White Sox broadcaster Ken Harrelson has been been named one of 10 finalists for the 2014 Ford C. Frick Award, presented annually for excellence in baseball broadcasting by the National Baseball Hall of Fame and Museum.
The winner will be announced on December 11 at the Baseball Winter Meetings and honored in Cooperstown, N.Y., during the Hall of Fame Awards Presentation on July 26.
The other nine finalists are Joe Castiglione, Jacques Doucet, Bill King, Duane Kuiper, Eric Nadel, Eduardo Ortega, Mike Shannon, Dewayne Staats and Pete van Wieren.
Final voting is conducted by a 20-member electorate, including the the 16 living Frick Award recipients.
Here are the National Baseball Hall of Fame and Museum’s capsule descriptions of the finalists:
* Castiglione has spent 33 years calling big league games, the last 30 as the Red Sox’s lead radio voice;
* Doucet spent 34 years broadcasting for the Expos as the play-by-play radio voice on their French network (1969-2004), and he returned to the booth in 2012 for select games as the Blue Jays’ French-speaking TV voice;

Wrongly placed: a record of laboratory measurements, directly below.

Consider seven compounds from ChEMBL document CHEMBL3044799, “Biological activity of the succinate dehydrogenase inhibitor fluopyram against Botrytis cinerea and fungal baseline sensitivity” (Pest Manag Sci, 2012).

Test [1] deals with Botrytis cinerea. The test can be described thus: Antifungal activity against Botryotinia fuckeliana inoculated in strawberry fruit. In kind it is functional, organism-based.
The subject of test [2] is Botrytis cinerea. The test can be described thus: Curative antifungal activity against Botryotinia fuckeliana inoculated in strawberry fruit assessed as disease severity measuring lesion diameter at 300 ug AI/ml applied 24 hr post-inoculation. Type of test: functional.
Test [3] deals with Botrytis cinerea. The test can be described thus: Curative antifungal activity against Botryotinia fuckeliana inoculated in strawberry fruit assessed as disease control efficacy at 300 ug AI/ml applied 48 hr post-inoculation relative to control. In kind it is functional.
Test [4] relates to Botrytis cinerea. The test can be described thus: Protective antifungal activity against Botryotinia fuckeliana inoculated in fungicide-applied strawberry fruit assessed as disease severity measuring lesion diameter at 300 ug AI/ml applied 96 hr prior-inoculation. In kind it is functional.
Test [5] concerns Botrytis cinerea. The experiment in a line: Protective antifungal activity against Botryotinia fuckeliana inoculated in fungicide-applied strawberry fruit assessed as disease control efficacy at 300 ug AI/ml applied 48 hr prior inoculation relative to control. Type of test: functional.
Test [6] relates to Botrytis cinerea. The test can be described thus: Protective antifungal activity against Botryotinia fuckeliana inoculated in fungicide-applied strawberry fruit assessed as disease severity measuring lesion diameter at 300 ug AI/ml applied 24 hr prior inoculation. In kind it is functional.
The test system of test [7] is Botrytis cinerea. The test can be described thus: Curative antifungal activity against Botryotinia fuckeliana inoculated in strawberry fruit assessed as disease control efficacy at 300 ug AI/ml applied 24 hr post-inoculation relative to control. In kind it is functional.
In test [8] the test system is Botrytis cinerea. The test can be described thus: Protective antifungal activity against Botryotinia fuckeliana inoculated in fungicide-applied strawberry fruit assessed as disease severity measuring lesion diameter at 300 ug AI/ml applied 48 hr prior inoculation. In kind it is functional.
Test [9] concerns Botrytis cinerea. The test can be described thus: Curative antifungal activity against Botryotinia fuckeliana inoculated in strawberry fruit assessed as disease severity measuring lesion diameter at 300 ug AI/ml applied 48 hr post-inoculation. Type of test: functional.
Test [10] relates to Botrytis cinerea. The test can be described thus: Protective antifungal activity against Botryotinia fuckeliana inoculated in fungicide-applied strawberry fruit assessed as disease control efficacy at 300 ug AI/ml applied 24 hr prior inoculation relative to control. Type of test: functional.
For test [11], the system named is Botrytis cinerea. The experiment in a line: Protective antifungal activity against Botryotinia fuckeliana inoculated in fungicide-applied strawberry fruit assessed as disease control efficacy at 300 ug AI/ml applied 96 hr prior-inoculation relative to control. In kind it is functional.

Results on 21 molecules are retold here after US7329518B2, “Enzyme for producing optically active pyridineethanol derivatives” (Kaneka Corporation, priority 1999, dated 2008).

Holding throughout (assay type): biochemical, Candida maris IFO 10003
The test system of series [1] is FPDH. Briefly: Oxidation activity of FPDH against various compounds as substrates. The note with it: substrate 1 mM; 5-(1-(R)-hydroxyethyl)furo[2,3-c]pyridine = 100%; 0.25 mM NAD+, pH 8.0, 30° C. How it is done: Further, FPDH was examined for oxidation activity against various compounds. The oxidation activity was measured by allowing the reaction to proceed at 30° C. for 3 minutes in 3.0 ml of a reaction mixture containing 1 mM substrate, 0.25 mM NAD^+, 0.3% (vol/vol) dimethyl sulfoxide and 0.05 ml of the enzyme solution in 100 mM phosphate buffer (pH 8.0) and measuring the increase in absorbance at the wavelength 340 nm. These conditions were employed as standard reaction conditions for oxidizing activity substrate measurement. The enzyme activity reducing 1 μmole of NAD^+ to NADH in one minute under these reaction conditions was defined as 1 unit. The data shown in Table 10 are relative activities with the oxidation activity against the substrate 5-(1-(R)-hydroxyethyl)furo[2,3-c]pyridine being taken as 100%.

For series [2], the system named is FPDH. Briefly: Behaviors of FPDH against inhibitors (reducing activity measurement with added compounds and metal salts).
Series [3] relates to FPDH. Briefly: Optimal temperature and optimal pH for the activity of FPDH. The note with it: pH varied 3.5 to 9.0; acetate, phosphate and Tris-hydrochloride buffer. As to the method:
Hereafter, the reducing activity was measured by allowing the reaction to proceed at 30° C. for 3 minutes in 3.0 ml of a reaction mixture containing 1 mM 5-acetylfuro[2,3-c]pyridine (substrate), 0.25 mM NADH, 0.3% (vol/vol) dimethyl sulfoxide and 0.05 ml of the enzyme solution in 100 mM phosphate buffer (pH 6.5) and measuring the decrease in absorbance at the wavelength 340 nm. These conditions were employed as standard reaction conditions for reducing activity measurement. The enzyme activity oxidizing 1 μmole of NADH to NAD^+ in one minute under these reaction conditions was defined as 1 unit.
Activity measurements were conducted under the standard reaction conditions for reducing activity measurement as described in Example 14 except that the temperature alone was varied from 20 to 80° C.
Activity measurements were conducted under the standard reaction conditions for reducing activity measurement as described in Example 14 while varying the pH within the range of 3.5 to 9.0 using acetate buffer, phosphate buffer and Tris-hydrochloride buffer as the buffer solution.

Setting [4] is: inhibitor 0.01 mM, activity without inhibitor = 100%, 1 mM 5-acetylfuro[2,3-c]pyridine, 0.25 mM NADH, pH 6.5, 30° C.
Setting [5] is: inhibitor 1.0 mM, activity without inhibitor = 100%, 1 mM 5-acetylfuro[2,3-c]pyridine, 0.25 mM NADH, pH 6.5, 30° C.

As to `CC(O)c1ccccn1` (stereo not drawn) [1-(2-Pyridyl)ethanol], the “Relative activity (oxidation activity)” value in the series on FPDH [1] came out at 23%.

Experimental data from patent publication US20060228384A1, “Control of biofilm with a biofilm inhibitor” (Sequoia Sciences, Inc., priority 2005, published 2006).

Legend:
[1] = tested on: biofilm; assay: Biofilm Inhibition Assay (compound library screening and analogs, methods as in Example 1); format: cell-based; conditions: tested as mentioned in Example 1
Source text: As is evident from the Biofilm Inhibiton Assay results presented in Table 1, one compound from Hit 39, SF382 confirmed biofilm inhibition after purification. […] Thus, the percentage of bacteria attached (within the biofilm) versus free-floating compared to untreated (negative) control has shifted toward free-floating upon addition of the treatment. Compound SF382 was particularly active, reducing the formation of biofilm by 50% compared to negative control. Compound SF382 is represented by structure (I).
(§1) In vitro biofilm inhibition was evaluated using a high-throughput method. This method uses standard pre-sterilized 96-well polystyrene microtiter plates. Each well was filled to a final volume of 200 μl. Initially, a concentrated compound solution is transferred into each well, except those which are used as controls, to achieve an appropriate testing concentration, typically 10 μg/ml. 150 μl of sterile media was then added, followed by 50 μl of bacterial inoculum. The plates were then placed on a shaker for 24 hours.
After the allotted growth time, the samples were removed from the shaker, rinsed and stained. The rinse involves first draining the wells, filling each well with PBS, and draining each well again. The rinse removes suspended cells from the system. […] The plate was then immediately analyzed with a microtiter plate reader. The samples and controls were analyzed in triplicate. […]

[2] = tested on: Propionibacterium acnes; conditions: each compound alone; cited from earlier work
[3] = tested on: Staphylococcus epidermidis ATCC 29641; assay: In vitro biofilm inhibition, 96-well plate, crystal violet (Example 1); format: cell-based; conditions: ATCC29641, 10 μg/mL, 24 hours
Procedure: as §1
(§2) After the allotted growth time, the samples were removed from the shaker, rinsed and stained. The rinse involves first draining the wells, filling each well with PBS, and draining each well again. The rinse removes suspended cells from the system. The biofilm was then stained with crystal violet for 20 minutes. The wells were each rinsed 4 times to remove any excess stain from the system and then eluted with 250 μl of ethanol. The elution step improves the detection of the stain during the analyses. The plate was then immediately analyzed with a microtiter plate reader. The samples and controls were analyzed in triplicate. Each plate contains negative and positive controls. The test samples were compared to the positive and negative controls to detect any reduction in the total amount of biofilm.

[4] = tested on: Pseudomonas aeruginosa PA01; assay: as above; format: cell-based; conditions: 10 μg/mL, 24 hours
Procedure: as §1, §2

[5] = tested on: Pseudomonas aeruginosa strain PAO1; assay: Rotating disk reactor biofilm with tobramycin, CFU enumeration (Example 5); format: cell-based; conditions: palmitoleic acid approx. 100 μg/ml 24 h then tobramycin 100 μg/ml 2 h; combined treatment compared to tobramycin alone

* Harrelson has brought a passionate voice to the air for the Red Sox, Yankees and White Sox, including 27 years in Chicago ;
* King worked for 25 seasons (1981-2005) as the A’s lead play-by-play voice on radio;
* Kuiper has called games for 28 seasons, all but one with the Giants after spending 1993 with the expansion Rockies ;
* Nadel has spent the last 35 seasons with the Rangers – the longest tenure of any announcer in franchise history – including the last 21 as the club’s lead play-by-play voice;
* Ortega has handled Spanish-language MLB broadcasts for 27 years, including the last 21 as the voice of the Padres on radio and TV;
* Shannon has called Cardinals games for 42 years following a nine-year playing career with the Redbirds;
* Staats has called big league games for 36 years, including the last 16 as the voice of the Rays.
* Van Wieren called Braves games on television and radio from 1976-2008.
More information on the finalists can be found at www.baseballhall.org. Votes are based on longevity, continuity with a club, honors such as World Series and All-Star Games assisgnments and popularity with fans. The award is named in after Hall of Famer Ford C. Frick, a sportswriter, radio broadcaster, National League president and Baseball commissioner.